So you’ve learned some Chinese, seen a few Zhang Yimou movies and now you want to see what Chinese music has to offer? In this article I’ll share some experiences on how to find and download Chinese music. “Chinese” is used in the broadest possible sense — including music from mainland China, Taiwan, Hong Kong, Macau and overseas communities performed in any Chinese dialect.
Anyone who has ever tried finding Chinese music on English language file-sharing networks knows that it is a pointless exercise which will fail 98% of the time. Therefore, I will cover only on the Chinese language alternatives and we will be searching using Chinese. This means that if you can’t read any Chinese you’re going to have a hard time following this guide.
As an example in this article we’ll be looking for music by Jay Chou, the unchallenged king of mandopop. If you only know the artist’s “English” name then Wikipedia will usually be of help; from the Jay Chou article we learn that his name is 周杰倫 in traditional Chinese and 周杰伦 in simplified. The distinction between traditional and simplified Chinese is sometimes important, as I will point out below.
Baidu is a mainland China search engine with a large number of services and a very strong standing in the local market. One of those services is Baidu MP3, which indexes music files on the web. This might sound illegal somehow but it isn’t and it shouldn’t be under any sane copyright regime. However, western countries’ copyright regimes are increasingly insane and our record labels have gotten used to bullying others into doing as they want. Presumably in order to stay off their radar Baidu MP3 sometimes block searches from outside China. If you’re not in China and can’t find any music when following the below instructions, skip ahead to the proxy section.
Now let’s get down to business. Baidu MP3 is a great place to start when you want quick results and quality is not critical. Go to http://mp3.baidu.com/ and you’ll see something like this:
Just enter the enter the artist name (周杰伦) in the search box. Baidu is clever enough to understand either traditional or simplified Chinese, but the results will always be in simplified Chinese as it’s a mainland service. If you’re only interested in MP3 files, select the “mp3″ option. The search results will look something like this:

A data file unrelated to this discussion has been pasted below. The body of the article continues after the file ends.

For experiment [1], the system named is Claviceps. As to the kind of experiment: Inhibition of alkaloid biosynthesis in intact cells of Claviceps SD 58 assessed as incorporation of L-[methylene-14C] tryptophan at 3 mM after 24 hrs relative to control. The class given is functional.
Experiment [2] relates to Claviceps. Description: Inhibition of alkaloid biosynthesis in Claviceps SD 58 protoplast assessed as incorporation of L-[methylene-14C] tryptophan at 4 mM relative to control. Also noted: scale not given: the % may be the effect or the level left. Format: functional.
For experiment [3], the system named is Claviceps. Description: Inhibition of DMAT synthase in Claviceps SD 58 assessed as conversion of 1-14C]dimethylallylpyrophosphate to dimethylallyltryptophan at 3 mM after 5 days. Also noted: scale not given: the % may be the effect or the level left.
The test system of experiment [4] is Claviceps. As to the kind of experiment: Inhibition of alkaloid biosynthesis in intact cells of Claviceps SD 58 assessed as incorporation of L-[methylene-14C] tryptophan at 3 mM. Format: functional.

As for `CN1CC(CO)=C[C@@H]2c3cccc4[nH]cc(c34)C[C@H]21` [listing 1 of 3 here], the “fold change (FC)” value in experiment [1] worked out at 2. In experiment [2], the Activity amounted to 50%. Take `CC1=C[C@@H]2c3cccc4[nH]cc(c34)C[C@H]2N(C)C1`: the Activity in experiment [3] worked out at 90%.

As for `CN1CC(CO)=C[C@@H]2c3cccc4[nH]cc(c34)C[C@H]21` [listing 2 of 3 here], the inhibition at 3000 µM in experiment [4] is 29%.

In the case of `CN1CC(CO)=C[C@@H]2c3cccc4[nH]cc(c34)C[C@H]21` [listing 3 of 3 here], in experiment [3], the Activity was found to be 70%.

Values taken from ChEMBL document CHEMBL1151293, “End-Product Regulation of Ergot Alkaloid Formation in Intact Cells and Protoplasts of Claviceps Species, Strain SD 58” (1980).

From left to right, the colums are:
- 歌曲名 song title (e.g. 青花瓷) – click this to download an individual track
- 歌手名 artist name (e.g. 周杰伦) – browse the artist discography and most popular songs
- 专辑名 album title (e.g. 我很忙) – show the full track listing for the album
- 试听 sample – listen without downloading (not very useful)
- 歌词 lyrics – useful, but Mojim.com is better
- 铃声 mobile ringtone – you probably don’t want this
- 大小 file size – bigger usually means better quality
- 格式 file format – use mp3 for portability, you don’t want wma or rm
- 链接速度 connection speed – the more the merrier
In the simplest case you simply click on one of the songs and start downloading, but you often need to try a few different servers before finding a file of acceptable quality and download speed. The artist and album pages are useful for exploring new artists, but I would advise against collecting full albums from these listings as the files would be of uneven quality and have inconsistent metadata (ID3 tags).
The 歌曲TOP500 (top 500 songs) is also well worth mentioning. The chart is based on the number of downloads and is – due to the service’s popularity – arguably the best measure of what’s hot in China right now. Other useful top charts include 新歌TOP100 (top 100 new songs) and 歌手TOP200 (top 200 artists).
See also Sinosplice for an older Baidu MP3 guide.
If you find that you can’t get any search results from Baidu, I would suggest first trying one of the other methods below. However, in the rare case where you really need Baidu, you can still do it no matter where you are geographically. Just like many Chinese netizens use proxy servers to get out of China, we can use a proxy server to get in to China. I’ve been able to use Baidu MP3 using web proxies from mainland China, Taiwan and Korea. Others may work too, so finding and configuring a proxy which works for you shouldn’t take more than 5 minutes.
Do note that the only place where you actually need a proxy is when searching. When downloading you aren’t connecting to Baidu so you can get much better speed if you turn the proxy off. As this requires switching the proxy on and off repeatedly, I suggest using a browser/extension which makes this convenient. In Opera you can use Tools>Quick Preferences>Enable Proxy Servers (or F12+r) to toggle the proxy. Using Firefox+FoxyProxy it seems that you can use a proxy only for mp3.baidu.com, which is even better.
Again, if using a proxy seems like a lot of trouble, just keep reading for some other services which may serve you better.